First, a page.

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Wet, cooler weather brings increased lightning risk, Alberta wildfire officials caution

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The number of lightning-caused wildfire starts in Alberta is rising.

It rose from one last week to six as of Thursday.

Officials, in a provincial wildfire update in Edmonton in the morning, pointed to the change to encourage Albertans to follow fire restrictions and bans so as to ensure firefighting resources are free to tackle harder-to-access and unpreventable wildfires sparked by lightning.

"We're shifting from the time of year where we'll see almost all of our fires caused by human activity, to a time where we'll see more lightning fires caused," Alberta Wildfire's information unit manager Christie Tucker said.

"As we've seen a turn in the weather, we have what people in wildfire call 'June monsoon season' so it's when we tend to get a bit more rain and we tend to see more lightning-caused fires here."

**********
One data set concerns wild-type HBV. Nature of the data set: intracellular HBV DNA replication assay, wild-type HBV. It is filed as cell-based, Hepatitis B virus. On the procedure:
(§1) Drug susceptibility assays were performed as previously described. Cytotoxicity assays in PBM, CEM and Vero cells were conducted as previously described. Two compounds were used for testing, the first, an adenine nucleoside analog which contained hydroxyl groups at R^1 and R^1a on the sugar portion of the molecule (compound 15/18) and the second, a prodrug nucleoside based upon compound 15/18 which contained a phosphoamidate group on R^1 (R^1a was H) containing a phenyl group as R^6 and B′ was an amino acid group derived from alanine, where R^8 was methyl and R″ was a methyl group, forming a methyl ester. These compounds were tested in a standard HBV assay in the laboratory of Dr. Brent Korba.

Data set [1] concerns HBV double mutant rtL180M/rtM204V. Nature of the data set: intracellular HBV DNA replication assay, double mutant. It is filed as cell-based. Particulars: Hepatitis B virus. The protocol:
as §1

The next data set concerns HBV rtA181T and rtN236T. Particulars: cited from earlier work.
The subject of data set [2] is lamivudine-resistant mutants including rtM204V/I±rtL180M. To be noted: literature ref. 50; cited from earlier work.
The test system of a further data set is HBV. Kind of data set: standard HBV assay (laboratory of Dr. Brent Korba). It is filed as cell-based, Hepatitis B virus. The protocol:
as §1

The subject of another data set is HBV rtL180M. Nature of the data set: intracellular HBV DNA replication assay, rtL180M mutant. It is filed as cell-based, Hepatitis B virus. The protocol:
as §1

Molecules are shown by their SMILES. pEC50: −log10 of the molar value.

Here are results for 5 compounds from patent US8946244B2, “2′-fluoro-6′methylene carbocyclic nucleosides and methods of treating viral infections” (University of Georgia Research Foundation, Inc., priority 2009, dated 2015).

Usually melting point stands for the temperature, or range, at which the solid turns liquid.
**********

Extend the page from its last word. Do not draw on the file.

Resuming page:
Only one of 26 wildfires currently burning in Alberta's protected forests is classified as out of control: a four-hectare blaze west of Calgary that was first detected early Thursday morning. Its cause is still being investigated. Forestry and Parks Minister Todd Loewen said communities in the Ghost River area may see smoke from the blaze, but assured them that firefighters and aircraft have been assigned.

The total number of wildfires is down four from Wednesday. Two are classified as "being held;" the rest are under control.

The number of hectares burned this year – 28,000, most of which was burned southwest of Fort McMurray by a single wildfire – is a fraction of the 1.3 million hectares that had been burned by this time in 2023.

Loewen attributed the difference to not only helpful weather, but starting the official wildfire season and crew preparation earlier, hiring more crews, and investing in more air and night resources.

Alberta is also still helping the Northwest Territories to reign in an out-of-control 30,000-hectare wildfire that started in the territory in 2023 and spread into Alberta. 

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